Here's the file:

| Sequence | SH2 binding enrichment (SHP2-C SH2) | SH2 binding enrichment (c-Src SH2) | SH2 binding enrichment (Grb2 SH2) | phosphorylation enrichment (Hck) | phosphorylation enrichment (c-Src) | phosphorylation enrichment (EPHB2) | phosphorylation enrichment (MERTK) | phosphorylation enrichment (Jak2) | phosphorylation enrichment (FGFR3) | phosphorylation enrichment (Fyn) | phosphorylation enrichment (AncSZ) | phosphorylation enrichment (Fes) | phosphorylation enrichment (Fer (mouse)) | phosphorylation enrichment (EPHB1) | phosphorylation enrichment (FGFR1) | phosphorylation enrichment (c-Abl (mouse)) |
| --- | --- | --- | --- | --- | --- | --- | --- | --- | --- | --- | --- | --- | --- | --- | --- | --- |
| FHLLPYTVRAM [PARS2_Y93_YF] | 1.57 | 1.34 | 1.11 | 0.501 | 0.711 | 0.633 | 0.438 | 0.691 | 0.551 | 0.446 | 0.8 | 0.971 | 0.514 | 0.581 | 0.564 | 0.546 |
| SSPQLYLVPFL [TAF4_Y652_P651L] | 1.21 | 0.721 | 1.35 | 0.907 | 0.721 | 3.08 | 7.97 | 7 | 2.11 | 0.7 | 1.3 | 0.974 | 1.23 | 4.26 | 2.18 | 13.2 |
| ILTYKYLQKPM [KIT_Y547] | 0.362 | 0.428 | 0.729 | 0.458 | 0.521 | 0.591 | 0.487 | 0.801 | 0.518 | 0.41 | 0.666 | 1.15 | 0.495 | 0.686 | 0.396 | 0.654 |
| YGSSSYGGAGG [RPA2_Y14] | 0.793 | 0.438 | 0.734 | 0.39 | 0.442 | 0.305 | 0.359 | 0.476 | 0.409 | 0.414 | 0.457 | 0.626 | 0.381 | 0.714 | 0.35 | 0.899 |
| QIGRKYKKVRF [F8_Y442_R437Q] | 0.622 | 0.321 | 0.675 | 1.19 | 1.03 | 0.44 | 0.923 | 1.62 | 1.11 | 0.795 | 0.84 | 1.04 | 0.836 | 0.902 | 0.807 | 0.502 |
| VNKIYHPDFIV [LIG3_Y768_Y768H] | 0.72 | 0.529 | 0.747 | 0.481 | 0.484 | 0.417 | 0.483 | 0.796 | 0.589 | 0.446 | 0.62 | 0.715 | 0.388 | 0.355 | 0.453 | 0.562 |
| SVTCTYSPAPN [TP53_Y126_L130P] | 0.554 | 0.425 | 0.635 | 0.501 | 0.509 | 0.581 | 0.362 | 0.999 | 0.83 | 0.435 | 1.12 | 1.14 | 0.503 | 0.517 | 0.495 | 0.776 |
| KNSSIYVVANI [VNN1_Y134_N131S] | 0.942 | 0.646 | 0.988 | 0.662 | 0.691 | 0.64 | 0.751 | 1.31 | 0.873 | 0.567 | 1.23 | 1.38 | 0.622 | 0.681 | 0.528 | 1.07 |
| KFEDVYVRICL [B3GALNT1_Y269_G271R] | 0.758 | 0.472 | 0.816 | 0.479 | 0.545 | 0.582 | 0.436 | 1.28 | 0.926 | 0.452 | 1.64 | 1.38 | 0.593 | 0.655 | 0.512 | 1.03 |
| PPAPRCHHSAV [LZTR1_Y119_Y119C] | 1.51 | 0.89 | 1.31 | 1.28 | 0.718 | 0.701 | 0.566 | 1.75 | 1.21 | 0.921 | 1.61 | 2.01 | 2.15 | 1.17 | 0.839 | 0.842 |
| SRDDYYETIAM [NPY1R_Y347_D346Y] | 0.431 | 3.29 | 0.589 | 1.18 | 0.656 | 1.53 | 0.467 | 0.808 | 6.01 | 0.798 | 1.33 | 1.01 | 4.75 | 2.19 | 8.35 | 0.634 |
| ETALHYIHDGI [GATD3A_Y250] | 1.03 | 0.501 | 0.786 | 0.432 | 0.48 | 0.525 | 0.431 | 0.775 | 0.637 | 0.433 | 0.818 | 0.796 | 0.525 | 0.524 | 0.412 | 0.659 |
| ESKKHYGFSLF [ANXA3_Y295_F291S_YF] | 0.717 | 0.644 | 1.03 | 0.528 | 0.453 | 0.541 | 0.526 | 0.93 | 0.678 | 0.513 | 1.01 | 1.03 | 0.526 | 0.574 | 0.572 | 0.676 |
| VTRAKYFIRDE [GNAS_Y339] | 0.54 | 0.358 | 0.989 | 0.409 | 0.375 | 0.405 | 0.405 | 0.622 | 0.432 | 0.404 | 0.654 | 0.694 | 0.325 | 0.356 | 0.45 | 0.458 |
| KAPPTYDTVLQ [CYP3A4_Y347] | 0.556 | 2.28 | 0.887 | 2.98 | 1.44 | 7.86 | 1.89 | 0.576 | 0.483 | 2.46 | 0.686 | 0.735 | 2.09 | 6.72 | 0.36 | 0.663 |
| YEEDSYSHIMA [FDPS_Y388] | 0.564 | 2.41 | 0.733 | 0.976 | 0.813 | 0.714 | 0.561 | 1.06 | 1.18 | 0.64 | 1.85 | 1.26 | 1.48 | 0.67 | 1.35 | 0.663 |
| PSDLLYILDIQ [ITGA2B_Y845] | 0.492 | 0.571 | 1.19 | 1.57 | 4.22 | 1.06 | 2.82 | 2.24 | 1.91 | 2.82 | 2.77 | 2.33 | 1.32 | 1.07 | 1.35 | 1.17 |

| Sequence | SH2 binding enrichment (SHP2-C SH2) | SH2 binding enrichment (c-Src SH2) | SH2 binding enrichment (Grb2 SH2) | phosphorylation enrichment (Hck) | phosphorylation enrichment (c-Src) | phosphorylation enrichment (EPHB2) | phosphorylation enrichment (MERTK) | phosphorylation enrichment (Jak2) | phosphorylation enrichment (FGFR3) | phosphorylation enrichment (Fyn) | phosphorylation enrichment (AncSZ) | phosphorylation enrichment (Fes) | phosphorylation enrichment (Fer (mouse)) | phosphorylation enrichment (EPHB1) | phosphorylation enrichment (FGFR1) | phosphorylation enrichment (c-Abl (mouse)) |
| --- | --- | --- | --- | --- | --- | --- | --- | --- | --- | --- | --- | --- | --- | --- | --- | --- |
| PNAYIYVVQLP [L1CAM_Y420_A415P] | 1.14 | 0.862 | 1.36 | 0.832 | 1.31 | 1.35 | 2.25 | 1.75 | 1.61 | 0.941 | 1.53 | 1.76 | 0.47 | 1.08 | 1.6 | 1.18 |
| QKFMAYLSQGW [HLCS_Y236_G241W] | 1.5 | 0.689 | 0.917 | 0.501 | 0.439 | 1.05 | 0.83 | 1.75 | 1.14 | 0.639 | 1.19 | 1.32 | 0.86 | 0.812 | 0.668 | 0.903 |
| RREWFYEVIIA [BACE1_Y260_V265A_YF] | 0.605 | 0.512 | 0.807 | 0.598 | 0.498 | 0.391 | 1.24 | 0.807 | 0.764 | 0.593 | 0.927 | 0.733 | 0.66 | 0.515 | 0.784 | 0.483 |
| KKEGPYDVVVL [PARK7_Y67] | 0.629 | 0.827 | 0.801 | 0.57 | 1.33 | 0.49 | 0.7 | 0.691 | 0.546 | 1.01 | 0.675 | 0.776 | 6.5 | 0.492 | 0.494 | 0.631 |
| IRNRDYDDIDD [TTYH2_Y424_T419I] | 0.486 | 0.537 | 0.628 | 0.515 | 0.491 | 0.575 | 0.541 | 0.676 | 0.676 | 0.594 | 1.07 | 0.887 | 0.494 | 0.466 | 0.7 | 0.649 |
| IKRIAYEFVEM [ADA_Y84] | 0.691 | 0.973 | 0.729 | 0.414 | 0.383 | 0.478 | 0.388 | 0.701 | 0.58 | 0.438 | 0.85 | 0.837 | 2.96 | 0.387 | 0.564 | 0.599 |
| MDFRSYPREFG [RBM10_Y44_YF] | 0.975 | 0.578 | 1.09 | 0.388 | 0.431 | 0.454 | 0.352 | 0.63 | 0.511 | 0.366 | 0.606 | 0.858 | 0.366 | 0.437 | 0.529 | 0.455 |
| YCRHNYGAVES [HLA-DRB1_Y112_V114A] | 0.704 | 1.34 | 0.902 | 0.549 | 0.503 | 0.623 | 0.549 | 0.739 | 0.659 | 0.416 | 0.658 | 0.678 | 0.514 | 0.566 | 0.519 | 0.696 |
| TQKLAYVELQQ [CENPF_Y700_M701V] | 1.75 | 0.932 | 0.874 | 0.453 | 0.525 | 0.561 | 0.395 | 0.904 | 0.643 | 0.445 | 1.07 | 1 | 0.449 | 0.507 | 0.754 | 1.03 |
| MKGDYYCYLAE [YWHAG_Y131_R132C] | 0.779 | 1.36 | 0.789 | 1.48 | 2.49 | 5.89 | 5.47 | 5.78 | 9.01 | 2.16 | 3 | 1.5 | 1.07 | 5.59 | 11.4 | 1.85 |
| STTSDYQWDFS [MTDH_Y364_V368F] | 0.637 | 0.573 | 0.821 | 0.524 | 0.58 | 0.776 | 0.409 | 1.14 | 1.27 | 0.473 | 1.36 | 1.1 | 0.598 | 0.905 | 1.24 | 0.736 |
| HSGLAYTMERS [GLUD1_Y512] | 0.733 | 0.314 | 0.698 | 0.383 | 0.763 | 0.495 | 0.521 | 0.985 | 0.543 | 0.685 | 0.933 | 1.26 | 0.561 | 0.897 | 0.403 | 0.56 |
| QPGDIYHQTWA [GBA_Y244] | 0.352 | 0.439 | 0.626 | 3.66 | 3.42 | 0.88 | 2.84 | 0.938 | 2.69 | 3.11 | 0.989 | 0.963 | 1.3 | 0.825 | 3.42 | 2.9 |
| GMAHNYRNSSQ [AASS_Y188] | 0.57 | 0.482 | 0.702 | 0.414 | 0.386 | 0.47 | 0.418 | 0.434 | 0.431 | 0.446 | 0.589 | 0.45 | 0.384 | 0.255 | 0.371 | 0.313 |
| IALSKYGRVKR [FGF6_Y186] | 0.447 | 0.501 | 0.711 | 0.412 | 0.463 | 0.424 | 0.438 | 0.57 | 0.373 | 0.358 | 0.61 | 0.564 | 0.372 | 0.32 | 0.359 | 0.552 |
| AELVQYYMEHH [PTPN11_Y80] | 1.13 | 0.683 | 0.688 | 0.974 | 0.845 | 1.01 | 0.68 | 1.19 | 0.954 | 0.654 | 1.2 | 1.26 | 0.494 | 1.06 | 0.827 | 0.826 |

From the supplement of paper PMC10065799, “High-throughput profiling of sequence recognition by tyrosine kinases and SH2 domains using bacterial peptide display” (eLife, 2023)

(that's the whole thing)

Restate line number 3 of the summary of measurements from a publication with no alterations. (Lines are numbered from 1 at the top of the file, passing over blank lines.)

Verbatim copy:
| FHLLPYTVRAM [PARS2_Y93_YF] | 1.57 | 1.34 | 1.11 | 0.501 | 0.711 | 0.633 | 0.438 | 0.691 | 0.551 | 0.446 | 0.8 | 0.971 | 0.514 | 0.581 | 0.564 | 0.546 |